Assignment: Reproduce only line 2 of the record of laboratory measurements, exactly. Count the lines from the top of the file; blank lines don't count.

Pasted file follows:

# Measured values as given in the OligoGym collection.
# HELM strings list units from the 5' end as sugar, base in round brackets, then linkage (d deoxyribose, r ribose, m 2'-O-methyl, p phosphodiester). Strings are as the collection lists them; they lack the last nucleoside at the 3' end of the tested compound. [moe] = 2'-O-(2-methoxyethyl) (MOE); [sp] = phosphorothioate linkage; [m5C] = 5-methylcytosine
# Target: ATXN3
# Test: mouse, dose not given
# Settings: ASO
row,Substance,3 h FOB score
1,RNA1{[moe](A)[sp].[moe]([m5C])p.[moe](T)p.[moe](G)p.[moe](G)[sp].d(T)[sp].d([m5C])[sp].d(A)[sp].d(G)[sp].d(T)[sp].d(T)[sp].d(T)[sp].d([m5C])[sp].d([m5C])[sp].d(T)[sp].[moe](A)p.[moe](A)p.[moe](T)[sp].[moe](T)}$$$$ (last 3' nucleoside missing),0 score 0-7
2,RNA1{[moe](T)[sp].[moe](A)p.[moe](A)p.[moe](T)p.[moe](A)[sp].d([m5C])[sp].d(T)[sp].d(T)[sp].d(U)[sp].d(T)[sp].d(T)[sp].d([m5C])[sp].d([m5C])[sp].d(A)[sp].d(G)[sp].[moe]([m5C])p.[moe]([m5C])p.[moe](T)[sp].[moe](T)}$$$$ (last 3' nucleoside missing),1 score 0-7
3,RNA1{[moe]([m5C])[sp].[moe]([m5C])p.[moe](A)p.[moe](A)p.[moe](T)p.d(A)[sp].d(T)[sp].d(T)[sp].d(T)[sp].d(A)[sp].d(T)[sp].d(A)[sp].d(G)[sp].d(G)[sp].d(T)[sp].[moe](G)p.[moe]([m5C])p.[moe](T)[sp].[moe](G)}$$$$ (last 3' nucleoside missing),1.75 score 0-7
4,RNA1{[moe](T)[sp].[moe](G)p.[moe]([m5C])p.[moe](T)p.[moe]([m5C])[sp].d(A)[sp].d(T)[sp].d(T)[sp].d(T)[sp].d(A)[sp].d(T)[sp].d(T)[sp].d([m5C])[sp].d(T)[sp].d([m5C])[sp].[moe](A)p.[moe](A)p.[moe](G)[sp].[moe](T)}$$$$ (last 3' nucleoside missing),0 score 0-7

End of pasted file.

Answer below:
# HELM strings list units from the 5' end as sugar, base in round brackets, then linkage (d deoxyribose, r ribose, m 2'-O-methyl, p phosphodiester). Strings are as the collection lists them; they lack the last nucleoside at the 3' end of the tested compound. [moe] = 2'-O-(2-methoxyethyl) (MOE); [sp] = phosphorothioate linkage; [m5C] = 5-methylcytosine